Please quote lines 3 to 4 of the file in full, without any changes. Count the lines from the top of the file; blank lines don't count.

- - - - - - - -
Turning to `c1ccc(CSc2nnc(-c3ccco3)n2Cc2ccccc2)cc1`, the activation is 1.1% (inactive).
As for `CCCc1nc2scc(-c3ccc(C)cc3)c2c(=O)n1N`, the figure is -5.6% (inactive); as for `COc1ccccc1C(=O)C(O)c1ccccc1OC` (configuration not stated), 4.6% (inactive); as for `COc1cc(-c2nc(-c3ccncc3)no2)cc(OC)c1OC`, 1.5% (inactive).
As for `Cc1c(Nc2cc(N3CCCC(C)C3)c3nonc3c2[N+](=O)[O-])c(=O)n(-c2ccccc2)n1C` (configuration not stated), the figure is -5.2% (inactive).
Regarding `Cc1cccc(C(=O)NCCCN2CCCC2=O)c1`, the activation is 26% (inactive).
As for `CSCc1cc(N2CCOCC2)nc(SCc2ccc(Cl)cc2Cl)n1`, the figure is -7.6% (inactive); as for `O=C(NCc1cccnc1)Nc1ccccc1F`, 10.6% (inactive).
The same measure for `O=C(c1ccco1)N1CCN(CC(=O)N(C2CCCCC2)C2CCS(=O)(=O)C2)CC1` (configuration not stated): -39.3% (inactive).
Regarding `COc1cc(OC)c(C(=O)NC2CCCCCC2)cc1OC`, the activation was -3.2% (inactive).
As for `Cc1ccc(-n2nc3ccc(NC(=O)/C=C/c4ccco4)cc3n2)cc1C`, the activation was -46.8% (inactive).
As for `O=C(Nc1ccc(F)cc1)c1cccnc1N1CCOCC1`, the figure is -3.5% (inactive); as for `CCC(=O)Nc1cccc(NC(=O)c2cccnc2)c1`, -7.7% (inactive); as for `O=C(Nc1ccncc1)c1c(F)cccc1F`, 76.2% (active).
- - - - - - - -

As for `Cc1c(Nc2cc(N3CCCC(C)C3)c3nonc3c2[N+](=O)[O-])c(=O)n(-c2ccccc2)n1C` (configuration not stated), the figure is -5.2% (inactive).
Regarding `Cc1cccc(C(=O)NCCCN2CCCC2=O)c1`, the activation is 26% (inactive).